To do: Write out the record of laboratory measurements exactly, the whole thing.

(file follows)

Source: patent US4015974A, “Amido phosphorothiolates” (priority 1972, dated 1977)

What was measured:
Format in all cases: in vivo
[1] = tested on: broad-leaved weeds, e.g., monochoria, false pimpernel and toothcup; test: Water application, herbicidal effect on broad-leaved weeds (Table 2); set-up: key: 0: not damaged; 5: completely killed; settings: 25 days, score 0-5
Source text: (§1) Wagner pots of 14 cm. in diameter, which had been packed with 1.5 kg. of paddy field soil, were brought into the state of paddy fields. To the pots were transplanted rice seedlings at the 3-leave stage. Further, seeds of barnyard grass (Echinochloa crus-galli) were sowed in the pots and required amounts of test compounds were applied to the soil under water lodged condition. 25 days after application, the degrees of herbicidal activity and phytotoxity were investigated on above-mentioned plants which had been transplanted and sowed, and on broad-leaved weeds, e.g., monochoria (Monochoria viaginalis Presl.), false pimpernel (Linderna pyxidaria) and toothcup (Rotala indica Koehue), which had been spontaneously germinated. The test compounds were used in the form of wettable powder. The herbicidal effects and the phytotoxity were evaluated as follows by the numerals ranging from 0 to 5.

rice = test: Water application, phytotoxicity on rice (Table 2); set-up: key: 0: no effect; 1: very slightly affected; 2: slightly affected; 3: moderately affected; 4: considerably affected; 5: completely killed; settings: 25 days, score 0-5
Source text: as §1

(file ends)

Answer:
Source: patent US4015974A, “Amido phosphorothiolates” (priority 1972, dated 1977)

What was measured:
Format in all cases: in vivo
[1] = tested on: broad-leaved weeds, e.g., monochoria, false pimpernel and toothcup; test: Water application, herbicidal effect on broad-leaved weeds (Table 2); set-up: key: 0: not damaged; 5: completely killed; settings: 25 days, score 0-5
Source text: (§1) Wagner pots of 14 cm. in diameter, which had been packed with 1.5 kg. of paddy field soil, were brought into the state of paddy fields. To the pots were transplanted rice seedlings at the 3-leave stage. Further, seeds of barnyard grass (Echinochloa crus-galli) were sowed in the pots and required amounts of test compounds were applied to the soil under water lodged condition. 25 days after application, the degrees of herbicidal activity and phytotoxity were investigated on above-mentioned plants which had been transplanted and sowed, and on broad-leaved weeds, e.g., monochoria (Monochoria viaginalis Presl.), false pimpernel (Linderna pyxidaria) and toothcup (Rotala indica Koehue), which had been spontaneously germinated. The test compounds were used in the form of wettable powder. The herbicidal effects and the phytotoxity were evaluated as follows by the numerals ranging from 0 to 5.

rice = test: Water application, phytotoxicity on rice (Table 2); set-up: key: 0: no effect; 1: very slightly affected; 2: slightly affected; 3: moderately affected; 4: considerably affected; 5: completely killed; settings: 25 days, score 0-5
Source text: as §1